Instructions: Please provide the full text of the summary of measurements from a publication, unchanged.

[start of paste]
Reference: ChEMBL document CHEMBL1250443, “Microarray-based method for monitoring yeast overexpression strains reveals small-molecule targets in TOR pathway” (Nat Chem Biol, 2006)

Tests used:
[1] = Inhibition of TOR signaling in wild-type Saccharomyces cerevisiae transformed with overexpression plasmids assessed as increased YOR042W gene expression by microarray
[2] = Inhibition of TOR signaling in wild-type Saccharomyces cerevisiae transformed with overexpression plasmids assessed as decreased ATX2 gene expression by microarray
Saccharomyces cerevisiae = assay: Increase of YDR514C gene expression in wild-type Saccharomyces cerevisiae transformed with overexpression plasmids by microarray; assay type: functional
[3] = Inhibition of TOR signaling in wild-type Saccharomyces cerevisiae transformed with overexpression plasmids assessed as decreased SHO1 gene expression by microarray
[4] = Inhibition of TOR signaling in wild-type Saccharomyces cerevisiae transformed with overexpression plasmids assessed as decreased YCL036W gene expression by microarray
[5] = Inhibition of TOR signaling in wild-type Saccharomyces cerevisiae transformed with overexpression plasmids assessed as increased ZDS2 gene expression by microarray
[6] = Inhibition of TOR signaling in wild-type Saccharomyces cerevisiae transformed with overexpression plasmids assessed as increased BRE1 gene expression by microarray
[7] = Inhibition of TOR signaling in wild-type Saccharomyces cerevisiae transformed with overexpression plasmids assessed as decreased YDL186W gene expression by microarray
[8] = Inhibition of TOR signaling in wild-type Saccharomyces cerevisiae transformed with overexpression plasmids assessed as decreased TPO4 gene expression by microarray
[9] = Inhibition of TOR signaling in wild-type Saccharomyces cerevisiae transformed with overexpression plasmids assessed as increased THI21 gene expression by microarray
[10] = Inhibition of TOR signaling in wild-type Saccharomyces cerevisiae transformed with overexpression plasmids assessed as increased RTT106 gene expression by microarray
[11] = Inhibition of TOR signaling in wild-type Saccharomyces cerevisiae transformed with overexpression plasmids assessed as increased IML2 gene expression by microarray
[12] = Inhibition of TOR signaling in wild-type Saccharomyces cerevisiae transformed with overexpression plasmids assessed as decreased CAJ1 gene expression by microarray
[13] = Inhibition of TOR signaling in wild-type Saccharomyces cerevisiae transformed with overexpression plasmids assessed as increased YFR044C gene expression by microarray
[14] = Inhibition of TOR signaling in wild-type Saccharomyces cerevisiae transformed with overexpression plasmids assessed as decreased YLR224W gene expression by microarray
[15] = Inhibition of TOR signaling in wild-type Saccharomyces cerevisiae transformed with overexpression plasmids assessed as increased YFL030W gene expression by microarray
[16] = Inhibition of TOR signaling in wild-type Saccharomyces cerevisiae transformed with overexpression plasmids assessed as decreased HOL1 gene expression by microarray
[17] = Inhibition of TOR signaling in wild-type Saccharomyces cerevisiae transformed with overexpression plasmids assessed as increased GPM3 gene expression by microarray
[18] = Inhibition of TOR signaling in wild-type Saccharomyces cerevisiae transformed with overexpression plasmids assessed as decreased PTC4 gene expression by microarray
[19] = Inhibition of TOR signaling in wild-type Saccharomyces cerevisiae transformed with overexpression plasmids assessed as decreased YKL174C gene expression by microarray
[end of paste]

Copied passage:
Reference: ChEMBL document CHEMBL1250443, “Microarray-based method for monitoring yeast overexpression strains reveals small-molecule targets in TOR pathway” (Nat Chem Biol, 2006)

Tests used:
[1] = Inhibition of TOR signaling in wild-type Saccharomyces cerevisiae transformed with overexpression plasmids assessed as increased YOR042W gene expression by microarray
[2] = Inhibition of TOR signaling in wild-type Saccharomyces cerevisiae transformed with overexpression plasmids assessed as decreased ATX2 gene expression by microarray
Saccharomyces cerevisiae = assay: Increase of YDR514C gene expression in wild-type Saccharomyces cerevisiae transformed with overexpression plasmids by microarray; assay type: functional
[3] = Inhibition of TOR signaling in wild-type Saccharomyces cerevisiae transformed with overexpression plasmids assessed as decreased SHO1 gene expression by microarray
[4] = Inhibition of TOR signaling in wild-type Saccharomyces cerevisiae transformed with overexpression plasmids assessed as decreased YCL036W gene expression by microarray
[5] = Inhibition of TOR signaling in wild-type Saccharomyces cerevisiae transformed with overexpression plasmids assessed as increased ZDS2 gene expression by microarray
[6] = Inhibition of TOR signaling in wild-type Saccharomyces cerevisiae transformed with overexpression plasmids assessed as increased BRE1 gene expression by microarray
[7] = Inhibition of TOR signaling in wild-type Saccharomyces cerevisiae transformed with overexpression plasmids assessed as decreased YDL186W gene expression by microarray
[8] = Inhibition of TOR signaling in wild-type Saccharomyces cerevisiae transformed with overexpression plasmids assessed as decreased TPO4 gene expression by microarray
[9] = Inhibition of TOR signaling in wild-type Saccharomyces cerevisiae transformed with overexpression plasmids assessed as increased THI21 gene expression by microarray
[10] = Inhibition of TOR signaling in wild-type Saccharomyces cerevisiae transformed with overexpression plasmids assessed as increased RTT106 gene expression by microarray
[11] = Inhibition of TOR signaling in wild-type Saccharomyces cerevisiae transformed with overexpression plasmids assessed as increased IML2 gene expression by microarray
[12] = Inhibition of TOR signaling in wild-type Saccharomyces cerevisiae transformed with overexpression plasmids assessed as decreased CAJ1 gene expression by microarray
[13] = Inhibition of TOR signaling in wild-type Saccharomyces cerevisiae transformed with overexpression plasmids assessed as increased YFR044C gene expression by microarray
[14] = Inhibition of TOR signaling in wild-type Saccharomyces cerevisiae transformed with overexpression plasmids assessed as decreased YLR224W gene expression by microarray
[15] = Inhibition of TOR signaling in wild-type Saccharomyces cerevisiae transformed with overexpression plasmids assessed as increased YFL030W gene expression by microarray
[16] = Inhibition of TOR signaling in wild-type Saccharomyces cerevisiae transformed with overexpression plasmids assessed as decreased HOL1 gene expression by microarray
[17] = Inhibition of TOR signaling in wild-type Saccharomyces cerevisiae transformed with overexpression plasmids assessed as increased GPM3 gene expression by microarray
[18] = Inhibition of TOR signaling in wild-type Saccharomyces cerevisiae transformed with overexpression plasmids assessed as decreased PTC4 gene expression by microarray
[19] = Inhibition of TOR signaling in wild-type Saccharomyces cerevisiae transformed with overexpression plasmids assessed as decreased YKL174C gene expression by microarray